*recognising and fostering cultural tourism as a key economic driver
        *building partnerships and leadership

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        • I know exactly what you are saying and I deal daily in measurables and specifics in funding applications, but what we need here at this precise moment IS something amorphous.
          Argyll and Bute Council has no policy on culture. It doesn’t exist – or rather, the policies that were written some years ago lie on shelves and have never been activated. Before Argyll and Bute Council can begin to enter the world of cultural funding and linked strategic development they need to come up with a mission statement at the very least. They will be asked for this at every turn, and at the level of funding that they could be accessing it needs to be specific and robust. The bullet points I have laid out here may look woolly, but they are actually bedrock. This is what they would achieve as a mission statement:
          1. Allow cultural management to start within communities for communities rather than becoming lost in top down policy (essential as the existing infrastructure is all independent and if it is too top down they may not meet effectively in the middle).
          2. Making sure that heritage and arts not only work together, which they already do, but that this is policy. By happy accident Argyll is ahead of the pack in the integration of the two, which usually do their own thing. The total lack of art/exhibition venues in Argyll means that arts use museums. This is now being actively encouraged by public agencies. The council needs to recognise it and embed it so they get it right.
          3. Finally FINALLY get recognition of the role culture plays in the economy, which is vast, and outstrips anything golf brings into this country several times over. This bullet point formalises the point that it is a key economic driver (you said so yourself in your first point), which later down the line enables heritage/arts to get into strategic funding streams within council budgets. So far they have been treated like a corner sweetie shop.
          4. Building partnerships and leadership is absolutely vital. The first is underway thanks to some of the good councillors who do get it (but they are a minority at the moment), but there is no leadership, no expertise, and no strategic vision within the council whatsoever when it comes to cultural management and development. Without good leadership, the public agencies will not invest.
          So – not woolly, absolutely essential laying down of policy. Only then can we start to proper planning, and only then start talking figures. First things first.

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  13. catherine – also forgot to mention….vote for neil macintyre in may! he worked for historic scotland for many years and has an appreciation for heritage…I’ll also make sure I press him at every opportunity

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  14. SNP Manifesto commitments in Heritage, Arts, Culture and Leisure.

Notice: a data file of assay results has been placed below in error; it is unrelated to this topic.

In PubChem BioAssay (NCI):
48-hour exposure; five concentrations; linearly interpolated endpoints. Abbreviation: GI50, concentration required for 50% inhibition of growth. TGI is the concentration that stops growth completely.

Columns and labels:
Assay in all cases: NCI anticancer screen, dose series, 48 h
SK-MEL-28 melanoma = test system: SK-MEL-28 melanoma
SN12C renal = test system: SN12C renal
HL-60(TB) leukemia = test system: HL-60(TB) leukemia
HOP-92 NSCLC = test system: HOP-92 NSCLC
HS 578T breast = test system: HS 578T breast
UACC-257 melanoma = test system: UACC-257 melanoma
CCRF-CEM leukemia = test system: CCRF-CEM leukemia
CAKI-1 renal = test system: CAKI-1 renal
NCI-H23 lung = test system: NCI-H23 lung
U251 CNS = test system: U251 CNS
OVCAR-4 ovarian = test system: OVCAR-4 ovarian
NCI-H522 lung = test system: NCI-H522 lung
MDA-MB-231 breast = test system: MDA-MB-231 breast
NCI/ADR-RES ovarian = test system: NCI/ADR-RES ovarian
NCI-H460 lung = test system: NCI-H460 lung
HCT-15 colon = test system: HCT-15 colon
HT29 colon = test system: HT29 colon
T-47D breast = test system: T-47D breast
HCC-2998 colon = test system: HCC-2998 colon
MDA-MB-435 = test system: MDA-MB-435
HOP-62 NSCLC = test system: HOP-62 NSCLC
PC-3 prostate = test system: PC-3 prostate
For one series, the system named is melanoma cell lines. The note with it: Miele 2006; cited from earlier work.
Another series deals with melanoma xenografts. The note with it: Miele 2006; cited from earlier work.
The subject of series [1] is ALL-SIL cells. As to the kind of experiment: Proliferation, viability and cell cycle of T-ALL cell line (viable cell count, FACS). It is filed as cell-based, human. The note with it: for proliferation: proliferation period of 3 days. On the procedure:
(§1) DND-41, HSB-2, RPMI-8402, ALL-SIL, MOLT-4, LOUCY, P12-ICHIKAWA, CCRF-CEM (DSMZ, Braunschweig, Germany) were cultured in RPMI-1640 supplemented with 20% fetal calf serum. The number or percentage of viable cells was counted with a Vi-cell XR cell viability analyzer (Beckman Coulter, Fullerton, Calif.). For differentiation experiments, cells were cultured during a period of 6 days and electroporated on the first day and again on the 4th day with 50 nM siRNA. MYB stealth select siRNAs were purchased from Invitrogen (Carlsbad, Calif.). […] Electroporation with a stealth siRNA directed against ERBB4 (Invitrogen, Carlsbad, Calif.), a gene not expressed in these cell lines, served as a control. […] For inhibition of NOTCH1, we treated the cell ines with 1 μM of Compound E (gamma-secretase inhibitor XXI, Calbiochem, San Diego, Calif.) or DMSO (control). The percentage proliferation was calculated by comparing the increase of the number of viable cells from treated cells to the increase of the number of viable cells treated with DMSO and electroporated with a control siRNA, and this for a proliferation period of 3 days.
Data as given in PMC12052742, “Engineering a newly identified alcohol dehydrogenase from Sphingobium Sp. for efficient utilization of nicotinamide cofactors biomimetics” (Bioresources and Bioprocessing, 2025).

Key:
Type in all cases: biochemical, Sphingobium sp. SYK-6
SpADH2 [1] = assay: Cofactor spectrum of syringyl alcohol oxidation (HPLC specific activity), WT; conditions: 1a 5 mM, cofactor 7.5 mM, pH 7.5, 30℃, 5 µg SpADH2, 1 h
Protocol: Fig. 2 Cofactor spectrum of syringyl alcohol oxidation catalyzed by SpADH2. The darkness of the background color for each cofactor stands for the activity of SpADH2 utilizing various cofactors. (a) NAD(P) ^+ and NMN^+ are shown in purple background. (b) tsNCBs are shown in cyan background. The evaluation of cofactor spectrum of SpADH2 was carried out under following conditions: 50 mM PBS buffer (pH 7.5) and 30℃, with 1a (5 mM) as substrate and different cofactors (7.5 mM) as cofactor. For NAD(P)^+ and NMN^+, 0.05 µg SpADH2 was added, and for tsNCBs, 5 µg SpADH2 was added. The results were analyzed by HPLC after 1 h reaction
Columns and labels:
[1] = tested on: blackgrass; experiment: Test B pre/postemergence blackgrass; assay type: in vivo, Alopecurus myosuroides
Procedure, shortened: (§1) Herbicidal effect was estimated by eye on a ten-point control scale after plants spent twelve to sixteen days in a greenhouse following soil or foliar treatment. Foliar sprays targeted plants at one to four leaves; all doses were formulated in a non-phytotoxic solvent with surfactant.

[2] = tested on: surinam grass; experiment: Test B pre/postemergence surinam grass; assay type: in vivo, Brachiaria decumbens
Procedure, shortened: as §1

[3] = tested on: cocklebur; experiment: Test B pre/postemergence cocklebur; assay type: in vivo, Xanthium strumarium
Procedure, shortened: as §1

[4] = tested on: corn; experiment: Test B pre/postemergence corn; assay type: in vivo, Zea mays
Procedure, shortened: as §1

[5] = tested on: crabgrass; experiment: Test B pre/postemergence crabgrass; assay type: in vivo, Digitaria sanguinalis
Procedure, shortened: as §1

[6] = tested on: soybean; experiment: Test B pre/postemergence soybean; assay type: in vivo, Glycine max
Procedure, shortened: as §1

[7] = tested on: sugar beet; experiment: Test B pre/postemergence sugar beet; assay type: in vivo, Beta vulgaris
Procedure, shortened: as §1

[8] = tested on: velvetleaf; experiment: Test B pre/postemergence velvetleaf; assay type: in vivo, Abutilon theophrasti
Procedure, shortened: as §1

We will:

    recognise the council’s responsibilities to local young people and local communities by increasing support for leisure and sports provision encouraging social enterprise and community-owned initiatives.

    support tourism as a key industry, working with and being guided by the local tourism partnership, local tourism partners and local tourism partners.

    increase the number of people who visit Argyll and Bute and the length of the tourist season.

    support events and festivals that draw people to Argyll and Bute.

    develop, in association with Historic Scotland and other national agencies, a strategic plan for promoting our heritage.

    reclaim local knowledge of our unique past by building a historical profile of Argyll and the islands.
    maximise the number of young people and adults who have the opportunities to experience sport in their own community by developing plans to fit with Scottish Government funding.

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  15. Sometimes I wonder if Argyll & Bute Council actually understands the value of heritage and the role it has in the local community. I am also concerned about the lack of attention that has been given to the real (and potential) economic contribution that heritage has to offer. I hope that whoever succeeds in the forthcoming election doesn’t just talk about supporting heritage in principle, but actually outlines a way to properly assess and deliver a series of practical measures, what ever the end-result of that particular consultation process is. Without consultation and >real< subsequent action I fear that we will be lost in a game of words with no real progress being made.

    The first step? Talk to the members of the Argyll and Bute Museums and Heritage Forum. Listen to their ideas and suggestions from their variety of backgrounds and experience. Then talk and listen to the community, go and see for yourselves how the 99% of tourist attractions are run and barely survive. Think about how the rest of Scotland, and the rest of the world, views us. What impression will we create if our heritage is left to ruin? Think about what people do when they go on holiday. Do we want people just to visit for the landscape and invest in little else? Think about what is required in order to improve that.

    Do we really want Argyll & Bute to become a desolate cultural graveyard? Are we capable of growth? Think about the potential drivers that will make people come and want to stay (and subsequently invest). Think about identity, citizenship and community cohesion. If the community has no outlet to express itself, how on earth can you expect people to stay? If there is no expression, how on earth can you expect people to visit?